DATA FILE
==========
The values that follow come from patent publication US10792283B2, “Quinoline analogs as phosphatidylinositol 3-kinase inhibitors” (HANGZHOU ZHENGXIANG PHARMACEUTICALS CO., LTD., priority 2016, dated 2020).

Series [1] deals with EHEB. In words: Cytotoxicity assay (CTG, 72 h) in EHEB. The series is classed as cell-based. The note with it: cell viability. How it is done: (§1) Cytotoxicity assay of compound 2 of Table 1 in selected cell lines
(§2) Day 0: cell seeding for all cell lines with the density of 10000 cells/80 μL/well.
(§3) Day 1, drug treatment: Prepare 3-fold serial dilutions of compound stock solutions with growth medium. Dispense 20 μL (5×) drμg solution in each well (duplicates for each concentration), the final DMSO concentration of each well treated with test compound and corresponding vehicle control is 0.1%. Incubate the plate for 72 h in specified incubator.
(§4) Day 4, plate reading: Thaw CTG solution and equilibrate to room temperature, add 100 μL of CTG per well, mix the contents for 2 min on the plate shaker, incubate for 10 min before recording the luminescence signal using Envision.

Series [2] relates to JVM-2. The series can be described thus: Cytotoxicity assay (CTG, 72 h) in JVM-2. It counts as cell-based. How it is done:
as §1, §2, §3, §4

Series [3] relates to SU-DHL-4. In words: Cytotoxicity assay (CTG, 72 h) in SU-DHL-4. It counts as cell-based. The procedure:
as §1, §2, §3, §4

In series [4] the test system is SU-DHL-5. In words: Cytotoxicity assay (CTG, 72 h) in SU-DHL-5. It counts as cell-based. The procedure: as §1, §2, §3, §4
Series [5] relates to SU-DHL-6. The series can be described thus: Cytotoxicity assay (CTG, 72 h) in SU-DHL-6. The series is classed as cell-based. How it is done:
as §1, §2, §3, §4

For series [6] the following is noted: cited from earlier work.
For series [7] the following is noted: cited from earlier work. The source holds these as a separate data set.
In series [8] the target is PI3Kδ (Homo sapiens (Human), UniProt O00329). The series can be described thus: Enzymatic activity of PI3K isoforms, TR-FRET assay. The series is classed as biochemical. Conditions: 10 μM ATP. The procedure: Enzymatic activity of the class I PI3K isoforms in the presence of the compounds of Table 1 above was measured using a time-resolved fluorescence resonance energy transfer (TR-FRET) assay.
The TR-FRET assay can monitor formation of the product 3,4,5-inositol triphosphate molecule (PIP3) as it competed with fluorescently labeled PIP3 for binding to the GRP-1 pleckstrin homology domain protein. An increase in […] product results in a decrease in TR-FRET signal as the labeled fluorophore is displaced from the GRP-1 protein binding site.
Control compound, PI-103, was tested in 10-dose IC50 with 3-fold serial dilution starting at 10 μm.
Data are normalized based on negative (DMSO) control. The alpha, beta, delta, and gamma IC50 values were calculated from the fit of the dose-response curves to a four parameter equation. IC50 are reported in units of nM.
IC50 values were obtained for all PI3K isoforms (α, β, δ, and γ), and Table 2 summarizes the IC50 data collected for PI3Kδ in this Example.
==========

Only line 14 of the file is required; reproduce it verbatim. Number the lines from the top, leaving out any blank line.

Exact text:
For series [7] the following is noted: cited from earlier work. The source holds these as a separate data set.